Going to college is a huge step in the direction of independence. Now, it’s only you in charge of your time, your studies, and your finances. This freedom is a wonderful feeling, but it can also be a source of trouble.
The costs of going to college are increasing rapidly and it has become very easy for college students to fall into large amounts of debt. But this is completely avoidable and there are ways to minimize student debt incurred over the entire time of attending college. Here are a few tricks you can use to save money without starving yourself.
Student Housing and Storage
While it may be tempting to look at stylish apartments, there are several cheaper options that can be just as comfortable. Colleges have a wide variety of residences nearby, most of which are more affordable because they are specifically designed for students.
The cheapest option is most likely a two-person dorm room, and while these may be small and involve putting up with another person’s living habits, they often provide everything you need at a much better price, with the possible bonus of making a new friend.
Another wallet-drainer is storage fees if students use self-storage facilities when they return home for the holidays. Sure, it’s easier than dragging all of your belongings back home, but there are other options like simply bringing less in the first place, or making an arrangement with someone who lives close to campus to store the stuff for free (or at least for a small appreciation gift).
Tuition and Textbooks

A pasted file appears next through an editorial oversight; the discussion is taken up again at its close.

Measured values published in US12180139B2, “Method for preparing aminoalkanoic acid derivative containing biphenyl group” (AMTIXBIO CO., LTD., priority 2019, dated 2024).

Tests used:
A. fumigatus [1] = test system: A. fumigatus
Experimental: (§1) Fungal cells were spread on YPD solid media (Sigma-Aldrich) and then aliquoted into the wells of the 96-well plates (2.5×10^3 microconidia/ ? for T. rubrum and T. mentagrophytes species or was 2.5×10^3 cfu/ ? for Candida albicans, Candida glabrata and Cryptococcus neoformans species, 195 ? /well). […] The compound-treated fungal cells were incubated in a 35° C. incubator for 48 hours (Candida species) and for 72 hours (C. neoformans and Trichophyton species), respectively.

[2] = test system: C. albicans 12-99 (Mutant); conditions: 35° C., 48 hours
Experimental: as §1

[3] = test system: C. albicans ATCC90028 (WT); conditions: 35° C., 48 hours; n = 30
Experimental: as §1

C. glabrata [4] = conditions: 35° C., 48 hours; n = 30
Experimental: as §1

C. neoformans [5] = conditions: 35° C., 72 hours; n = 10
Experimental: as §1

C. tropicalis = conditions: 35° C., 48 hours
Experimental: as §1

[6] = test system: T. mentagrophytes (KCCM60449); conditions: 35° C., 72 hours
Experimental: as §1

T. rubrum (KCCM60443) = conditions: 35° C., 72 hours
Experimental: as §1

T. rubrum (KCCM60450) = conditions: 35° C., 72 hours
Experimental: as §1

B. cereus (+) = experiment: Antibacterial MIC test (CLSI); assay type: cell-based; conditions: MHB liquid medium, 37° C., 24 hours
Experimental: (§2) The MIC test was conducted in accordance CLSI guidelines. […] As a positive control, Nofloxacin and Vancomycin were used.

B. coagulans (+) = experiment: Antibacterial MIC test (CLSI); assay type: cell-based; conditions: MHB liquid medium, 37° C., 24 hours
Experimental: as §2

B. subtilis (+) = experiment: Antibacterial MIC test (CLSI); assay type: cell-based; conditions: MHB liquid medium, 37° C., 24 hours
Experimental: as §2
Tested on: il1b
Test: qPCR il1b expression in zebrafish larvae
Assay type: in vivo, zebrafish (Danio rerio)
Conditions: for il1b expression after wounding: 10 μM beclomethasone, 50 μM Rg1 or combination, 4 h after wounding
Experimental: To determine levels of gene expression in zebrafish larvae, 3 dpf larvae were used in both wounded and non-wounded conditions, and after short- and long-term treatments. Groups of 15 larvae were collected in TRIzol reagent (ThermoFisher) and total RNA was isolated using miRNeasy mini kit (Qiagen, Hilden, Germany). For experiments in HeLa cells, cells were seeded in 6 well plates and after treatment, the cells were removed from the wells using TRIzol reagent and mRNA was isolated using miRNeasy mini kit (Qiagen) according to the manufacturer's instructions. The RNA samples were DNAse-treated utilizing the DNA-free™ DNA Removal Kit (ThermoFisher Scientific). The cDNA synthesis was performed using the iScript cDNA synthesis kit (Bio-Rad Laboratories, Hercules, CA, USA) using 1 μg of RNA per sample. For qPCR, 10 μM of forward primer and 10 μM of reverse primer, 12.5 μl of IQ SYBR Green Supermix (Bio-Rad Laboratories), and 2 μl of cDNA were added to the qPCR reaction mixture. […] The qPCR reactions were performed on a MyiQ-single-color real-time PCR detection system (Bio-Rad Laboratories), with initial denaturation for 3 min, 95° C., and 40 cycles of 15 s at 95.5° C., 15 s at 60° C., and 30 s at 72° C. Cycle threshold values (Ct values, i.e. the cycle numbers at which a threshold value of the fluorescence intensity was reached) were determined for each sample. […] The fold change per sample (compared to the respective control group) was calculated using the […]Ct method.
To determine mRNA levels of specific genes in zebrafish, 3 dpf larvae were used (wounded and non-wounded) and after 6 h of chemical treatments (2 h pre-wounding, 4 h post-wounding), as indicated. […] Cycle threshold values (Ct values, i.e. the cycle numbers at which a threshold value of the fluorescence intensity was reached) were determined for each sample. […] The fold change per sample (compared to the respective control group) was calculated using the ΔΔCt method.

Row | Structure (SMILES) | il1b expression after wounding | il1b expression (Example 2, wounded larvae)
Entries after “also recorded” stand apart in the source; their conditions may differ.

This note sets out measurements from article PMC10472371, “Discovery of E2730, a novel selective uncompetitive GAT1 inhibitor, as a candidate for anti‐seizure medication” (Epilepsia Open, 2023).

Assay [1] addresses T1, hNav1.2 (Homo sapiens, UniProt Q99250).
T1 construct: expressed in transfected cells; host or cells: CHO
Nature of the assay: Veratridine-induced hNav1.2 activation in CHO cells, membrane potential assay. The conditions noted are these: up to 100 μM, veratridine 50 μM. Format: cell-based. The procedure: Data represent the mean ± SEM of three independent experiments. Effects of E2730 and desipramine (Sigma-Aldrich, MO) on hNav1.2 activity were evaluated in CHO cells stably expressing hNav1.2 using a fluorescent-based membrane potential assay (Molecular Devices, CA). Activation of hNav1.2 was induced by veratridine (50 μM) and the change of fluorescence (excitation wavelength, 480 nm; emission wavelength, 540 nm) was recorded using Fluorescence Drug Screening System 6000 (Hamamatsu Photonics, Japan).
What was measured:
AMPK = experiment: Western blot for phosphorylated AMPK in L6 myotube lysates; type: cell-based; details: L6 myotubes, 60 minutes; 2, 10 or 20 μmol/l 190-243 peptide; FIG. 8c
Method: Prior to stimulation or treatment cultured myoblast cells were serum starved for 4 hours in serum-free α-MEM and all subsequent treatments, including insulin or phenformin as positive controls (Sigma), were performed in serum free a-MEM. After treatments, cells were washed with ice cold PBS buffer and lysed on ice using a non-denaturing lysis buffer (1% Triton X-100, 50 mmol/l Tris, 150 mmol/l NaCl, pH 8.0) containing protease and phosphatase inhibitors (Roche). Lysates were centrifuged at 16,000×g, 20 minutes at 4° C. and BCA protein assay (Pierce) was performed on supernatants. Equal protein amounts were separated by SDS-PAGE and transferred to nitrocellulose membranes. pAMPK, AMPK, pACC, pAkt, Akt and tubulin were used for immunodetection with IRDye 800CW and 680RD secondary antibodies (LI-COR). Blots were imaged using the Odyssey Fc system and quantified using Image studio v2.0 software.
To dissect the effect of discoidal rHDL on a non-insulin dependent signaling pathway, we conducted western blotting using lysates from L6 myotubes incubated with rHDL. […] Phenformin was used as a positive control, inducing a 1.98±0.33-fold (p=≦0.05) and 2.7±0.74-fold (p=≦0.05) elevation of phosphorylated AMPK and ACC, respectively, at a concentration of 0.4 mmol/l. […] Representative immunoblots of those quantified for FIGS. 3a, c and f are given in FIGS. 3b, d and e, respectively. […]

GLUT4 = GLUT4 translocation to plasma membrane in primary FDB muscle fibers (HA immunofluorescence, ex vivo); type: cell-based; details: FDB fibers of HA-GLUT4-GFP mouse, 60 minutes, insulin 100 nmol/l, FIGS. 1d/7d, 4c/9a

It seems strange to tell students that they spend too much on tuition and textbooks because these are necessities, right? Yes they are, but there are ways to cut costs drastically in this department.
Firstly, many students waste a great deal of money by having to attend extra semesters. Completing college in the minimum time naturally reduces money spent on college.
It can be quite difficult to follow all of the courses, prerequisites, and corequisites that eventually give enough credits to graduate, but a meeting with a dean or professor, who knows the courses well, can fix that up easily.
Paying top dollar for textbooks may also be an unnecessary expense. Look at the campus library to see if borrowing is an option, or compare prices using online book stores, or even consider splitting the cost and sharing a textbook with someone (like your dorm roommate).
The two main luxuries that college students waste money on are cars and credit cards. Cars are nice to have around campus, but they’re not a necessity, especially considering how they rack up costs like gas, servicing, parking fees, and insurance. Use the campus’ public transport facilities – they’re probably part of your fees anyway.
Credit cards are also big-time money wasters because of the excessive amounts of interest that banks charge. Credit card companies often advertise on or near campus with flashy cards and promises of being student orientated. Always be sure to do some reading about interest rates and repayment because debt grows exponentially.
Some experts suggest getting a credit card in your home town before going to college just for emergencies, but that should be the only card you have and it should be used sparingly.